Being in Ghana for two weeks has begun to change my perception of Africa and development. I have been staying in the biggest city in the northern region – Tamale – for the past week. Since it is the most central place where we work several EWB volunteers live here and have been guiding me around, knowing when to help and when to push me to search. I am grateful for having been settled this week and feel like I know what I am doing a bit more than a week ago.
Tamale is about 433.15 km away from Accra and a 13+ hour drive north due to road conditions. It is as crowded and loud as the capital city, with a bustling marketplace and tro-tro (mini-bus) station, but with twice as many animals roaming free. Thankfully, there are walkways next to the open sewers by the road so people can more safely get around. It is amazing how much more is learned when looking up and paying attention, as opposed to staring at the ground, carefully watching your step. The main road is Bolga road and it runs straight through, directing you anywhere in and out of the city. Instead of intimidating tro-tros, shared taxis are used to travel short distances. Men drive along the road picking up anyone who needs a ride until the car is full, only costing 50 pesuas per person (about 40 cents). Affordable, efficient and safer transportation, shared taxis are there within minutes and often result in interesting conversations with total strangers. People live away from the main road in compounds and take shared taxis, a personal bicycle or motto to work.
The main language spoken is called Dagbani and fewer people speak English here than in the capital city. I have picked up the greetings fairly quickly considering they are more elaborate than other languages I have been exposed to. There are several ways to greet someone depending on the time of day:
Good morning, how are you = Desba
Good afternoon, how are you = Antere
Good evening, how are you = Anula
Responses to these = naaaaaa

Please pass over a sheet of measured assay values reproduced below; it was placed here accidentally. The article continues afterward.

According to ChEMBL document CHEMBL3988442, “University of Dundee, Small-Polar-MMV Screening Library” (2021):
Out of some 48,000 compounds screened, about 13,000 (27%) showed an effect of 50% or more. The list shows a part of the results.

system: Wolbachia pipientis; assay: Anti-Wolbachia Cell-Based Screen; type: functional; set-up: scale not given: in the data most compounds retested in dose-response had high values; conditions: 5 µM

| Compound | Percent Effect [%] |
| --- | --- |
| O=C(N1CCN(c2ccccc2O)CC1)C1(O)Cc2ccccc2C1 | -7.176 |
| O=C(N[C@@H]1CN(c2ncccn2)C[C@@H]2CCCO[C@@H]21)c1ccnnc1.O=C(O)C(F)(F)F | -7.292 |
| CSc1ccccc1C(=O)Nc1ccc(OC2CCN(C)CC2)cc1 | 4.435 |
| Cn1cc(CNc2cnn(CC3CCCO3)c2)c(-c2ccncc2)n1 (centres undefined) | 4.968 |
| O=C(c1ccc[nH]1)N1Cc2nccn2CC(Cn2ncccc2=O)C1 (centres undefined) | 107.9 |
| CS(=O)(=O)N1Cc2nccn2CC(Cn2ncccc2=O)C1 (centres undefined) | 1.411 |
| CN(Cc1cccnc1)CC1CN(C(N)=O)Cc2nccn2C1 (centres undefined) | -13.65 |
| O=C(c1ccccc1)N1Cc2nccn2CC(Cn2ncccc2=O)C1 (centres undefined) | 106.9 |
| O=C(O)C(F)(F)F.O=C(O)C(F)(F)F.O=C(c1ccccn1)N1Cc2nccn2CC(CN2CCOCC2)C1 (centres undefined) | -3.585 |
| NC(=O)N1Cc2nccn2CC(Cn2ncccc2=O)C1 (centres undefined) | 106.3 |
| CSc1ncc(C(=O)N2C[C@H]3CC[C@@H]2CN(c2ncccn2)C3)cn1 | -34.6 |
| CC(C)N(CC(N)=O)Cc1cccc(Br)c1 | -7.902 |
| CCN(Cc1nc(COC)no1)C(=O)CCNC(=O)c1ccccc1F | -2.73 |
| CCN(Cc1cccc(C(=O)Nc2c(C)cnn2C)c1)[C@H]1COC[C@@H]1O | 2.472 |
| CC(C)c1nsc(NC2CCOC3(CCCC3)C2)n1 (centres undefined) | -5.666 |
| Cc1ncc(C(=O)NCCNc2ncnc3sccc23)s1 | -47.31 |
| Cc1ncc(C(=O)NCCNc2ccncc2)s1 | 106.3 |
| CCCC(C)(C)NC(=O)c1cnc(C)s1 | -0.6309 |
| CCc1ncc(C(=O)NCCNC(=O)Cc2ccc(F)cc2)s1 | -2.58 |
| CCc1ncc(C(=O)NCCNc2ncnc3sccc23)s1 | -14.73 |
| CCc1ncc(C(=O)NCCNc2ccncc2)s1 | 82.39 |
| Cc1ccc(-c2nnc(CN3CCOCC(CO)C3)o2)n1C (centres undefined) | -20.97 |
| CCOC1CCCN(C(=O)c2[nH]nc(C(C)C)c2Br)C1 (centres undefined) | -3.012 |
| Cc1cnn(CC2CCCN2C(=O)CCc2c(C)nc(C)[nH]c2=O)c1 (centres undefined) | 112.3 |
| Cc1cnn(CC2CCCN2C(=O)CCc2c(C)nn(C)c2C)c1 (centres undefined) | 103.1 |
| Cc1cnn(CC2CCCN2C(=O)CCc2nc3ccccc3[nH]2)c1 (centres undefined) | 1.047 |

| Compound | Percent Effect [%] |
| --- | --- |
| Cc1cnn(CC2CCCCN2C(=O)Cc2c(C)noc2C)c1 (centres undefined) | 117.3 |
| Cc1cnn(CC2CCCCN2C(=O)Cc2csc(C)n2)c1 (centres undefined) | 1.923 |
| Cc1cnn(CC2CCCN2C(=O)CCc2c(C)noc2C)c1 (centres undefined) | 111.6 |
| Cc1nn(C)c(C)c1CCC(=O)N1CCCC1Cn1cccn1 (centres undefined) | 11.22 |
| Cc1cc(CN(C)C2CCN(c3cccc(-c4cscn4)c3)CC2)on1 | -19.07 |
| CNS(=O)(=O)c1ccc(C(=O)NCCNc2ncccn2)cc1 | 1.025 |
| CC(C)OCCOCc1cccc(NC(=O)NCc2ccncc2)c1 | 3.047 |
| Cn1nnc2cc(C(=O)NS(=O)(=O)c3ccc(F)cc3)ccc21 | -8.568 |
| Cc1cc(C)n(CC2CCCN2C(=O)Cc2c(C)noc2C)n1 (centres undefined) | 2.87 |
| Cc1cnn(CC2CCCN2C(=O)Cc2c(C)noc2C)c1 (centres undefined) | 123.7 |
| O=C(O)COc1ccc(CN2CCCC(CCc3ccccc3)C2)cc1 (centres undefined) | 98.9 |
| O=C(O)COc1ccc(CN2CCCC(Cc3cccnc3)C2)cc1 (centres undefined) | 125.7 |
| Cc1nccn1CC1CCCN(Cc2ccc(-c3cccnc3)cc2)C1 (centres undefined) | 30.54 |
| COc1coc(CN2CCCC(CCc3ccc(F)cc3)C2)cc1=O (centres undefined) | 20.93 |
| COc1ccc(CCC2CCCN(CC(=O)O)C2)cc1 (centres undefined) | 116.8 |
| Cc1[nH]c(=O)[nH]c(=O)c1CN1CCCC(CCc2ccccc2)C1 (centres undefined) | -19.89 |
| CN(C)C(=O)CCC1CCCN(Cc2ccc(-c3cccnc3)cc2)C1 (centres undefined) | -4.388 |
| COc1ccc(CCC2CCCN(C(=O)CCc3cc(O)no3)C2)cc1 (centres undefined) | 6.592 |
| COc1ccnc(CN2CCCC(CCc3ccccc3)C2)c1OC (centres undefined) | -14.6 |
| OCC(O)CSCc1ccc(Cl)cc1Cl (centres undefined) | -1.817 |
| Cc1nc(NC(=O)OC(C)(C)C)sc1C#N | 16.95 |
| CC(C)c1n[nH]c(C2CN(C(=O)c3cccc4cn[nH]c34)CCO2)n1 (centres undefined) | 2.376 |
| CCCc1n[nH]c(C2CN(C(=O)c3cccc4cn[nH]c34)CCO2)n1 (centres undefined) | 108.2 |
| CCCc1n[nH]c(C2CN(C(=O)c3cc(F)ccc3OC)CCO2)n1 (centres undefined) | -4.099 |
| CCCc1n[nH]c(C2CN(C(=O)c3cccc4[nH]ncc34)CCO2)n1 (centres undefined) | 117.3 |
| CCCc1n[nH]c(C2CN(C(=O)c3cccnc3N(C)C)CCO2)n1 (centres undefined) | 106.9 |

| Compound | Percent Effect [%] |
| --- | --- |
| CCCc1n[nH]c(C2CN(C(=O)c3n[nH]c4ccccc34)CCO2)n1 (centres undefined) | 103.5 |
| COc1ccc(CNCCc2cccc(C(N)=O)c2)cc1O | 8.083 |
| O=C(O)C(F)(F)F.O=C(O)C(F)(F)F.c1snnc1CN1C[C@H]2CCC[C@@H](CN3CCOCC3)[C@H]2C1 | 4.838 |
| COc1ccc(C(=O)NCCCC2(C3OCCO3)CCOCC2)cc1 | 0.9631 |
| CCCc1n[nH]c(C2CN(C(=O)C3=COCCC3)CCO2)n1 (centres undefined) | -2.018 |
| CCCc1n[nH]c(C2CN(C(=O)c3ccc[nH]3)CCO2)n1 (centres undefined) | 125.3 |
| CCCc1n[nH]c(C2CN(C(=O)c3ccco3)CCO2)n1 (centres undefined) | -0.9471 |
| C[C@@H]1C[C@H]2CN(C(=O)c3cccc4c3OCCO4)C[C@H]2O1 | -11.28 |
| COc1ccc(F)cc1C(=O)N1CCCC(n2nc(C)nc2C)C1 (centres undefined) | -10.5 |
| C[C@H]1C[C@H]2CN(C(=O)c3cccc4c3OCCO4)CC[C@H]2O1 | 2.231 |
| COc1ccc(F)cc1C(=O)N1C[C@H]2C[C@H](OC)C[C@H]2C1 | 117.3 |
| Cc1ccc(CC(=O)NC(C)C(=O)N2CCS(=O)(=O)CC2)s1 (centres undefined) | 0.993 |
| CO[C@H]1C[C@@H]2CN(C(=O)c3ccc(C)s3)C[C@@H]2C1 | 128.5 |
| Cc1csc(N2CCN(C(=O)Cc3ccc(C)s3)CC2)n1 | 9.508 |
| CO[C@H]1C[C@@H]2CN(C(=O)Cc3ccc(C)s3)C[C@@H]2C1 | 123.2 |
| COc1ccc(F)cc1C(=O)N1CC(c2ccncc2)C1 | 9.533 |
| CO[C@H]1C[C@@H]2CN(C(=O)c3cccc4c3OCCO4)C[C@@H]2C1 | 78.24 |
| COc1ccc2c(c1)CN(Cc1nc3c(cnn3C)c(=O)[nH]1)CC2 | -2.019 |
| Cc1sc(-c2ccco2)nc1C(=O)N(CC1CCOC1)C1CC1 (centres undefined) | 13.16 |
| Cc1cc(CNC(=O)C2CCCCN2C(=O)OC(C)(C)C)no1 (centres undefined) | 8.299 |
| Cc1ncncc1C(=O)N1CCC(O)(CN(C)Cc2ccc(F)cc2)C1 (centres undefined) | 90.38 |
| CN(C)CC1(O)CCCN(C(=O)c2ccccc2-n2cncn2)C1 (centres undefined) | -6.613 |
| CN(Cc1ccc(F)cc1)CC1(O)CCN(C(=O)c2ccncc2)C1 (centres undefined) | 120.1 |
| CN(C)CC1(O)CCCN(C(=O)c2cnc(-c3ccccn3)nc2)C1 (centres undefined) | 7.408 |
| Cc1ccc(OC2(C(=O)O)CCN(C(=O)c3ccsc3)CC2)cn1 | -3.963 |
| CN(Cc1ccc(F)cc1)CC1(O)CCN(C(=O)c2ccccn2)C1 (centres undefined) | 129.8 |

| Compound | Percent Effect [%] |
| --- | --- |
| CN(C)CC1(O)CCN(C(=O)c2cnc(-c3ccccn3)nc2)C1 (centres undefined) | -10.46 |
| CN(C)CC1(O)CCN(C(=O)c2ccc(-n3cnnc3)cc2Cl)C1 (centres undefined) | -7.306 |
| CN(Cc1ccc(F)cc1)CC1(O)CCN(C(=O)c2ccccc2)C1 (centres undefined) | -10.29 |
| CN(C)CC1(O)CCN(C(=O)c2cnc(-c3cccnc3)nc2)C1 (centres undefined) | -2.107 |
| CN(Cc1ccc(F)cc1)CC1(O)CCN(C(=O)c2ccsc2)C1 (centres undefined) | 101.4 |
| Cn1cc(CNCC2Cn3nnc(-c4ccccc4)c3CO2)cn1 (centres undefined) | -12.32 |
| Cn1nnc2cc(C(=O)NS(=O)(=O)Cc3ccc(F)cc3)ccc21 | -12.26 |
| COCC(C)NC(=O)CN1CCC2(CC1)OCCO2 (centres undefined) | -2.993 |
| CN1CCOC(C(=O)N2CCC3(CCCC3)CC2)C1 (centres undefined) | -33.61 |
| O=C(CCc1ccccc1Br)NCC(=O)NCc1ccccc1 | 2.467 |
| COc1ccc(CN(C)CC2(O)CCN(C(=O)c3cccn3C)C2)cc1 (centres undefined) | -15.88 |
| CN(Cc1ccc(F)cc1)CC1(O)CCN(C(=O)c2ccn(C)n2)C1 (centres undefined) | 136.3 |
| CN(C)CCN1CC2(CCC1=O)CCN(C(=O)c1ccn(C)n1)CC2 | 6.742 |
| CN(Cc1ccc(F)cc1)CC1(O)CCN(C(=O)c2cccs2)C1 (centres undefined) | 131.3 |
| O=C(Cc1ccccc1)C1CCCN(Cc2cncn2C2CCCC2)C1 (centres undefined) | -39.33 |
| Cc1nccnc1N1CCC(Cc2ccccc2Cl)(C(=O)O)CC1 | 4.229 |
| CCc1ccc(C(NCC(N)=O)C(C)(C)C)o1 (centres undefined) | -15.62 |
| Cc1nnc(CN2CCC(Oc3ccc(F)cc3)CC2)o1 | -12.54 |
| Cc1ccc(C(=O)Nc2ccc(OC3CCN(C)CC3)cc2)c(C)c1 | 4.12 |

Another common greeting I have learnt is:
How was your sleep?: Agbirre?
I am not really sure how to say goodbye, but people are always exclaiming Ami ami ami which is amen, and thanks to be God, after our conversations.
Since the majority of northerners are Muslim the lifestyle, clothing and culture is different than the south, despite people being just as friendly, loud, and free. August has been the month of Ramadan, an important Muslim practice where people fast from sun up to sun down (no water, food practiced during daylight). Fewer shops are open, making it more difficult to find anyone cooking food for lunch and people really take the time to rest or pray in the afternoon, even if it is in the middle of a bustling, muddy marketplace. Differently than in Toronto, people speak freely about fasting without the usual negative sentiments that normally accompany it. There are no exclamations of breaking fast or scowls when I drink my water and eat lunch. People acknowledge and embrace the fact that Christians do not fast. The man making my Egg and Bread for breakfast is fasting, while the staff at the office pass me water. Christians and Muslims live in agreement here, often celebrating both religious holidays and ceremonies. Every meeting opens with and closes with prayer either from the Muslim or Christian faith depending on who is leading. No one feels the need for two prayers from each faith and instead switches from time to time without argument. No animosity, discrimination or pretentiousness, religion is important and God is God – no matter how you choose to worship.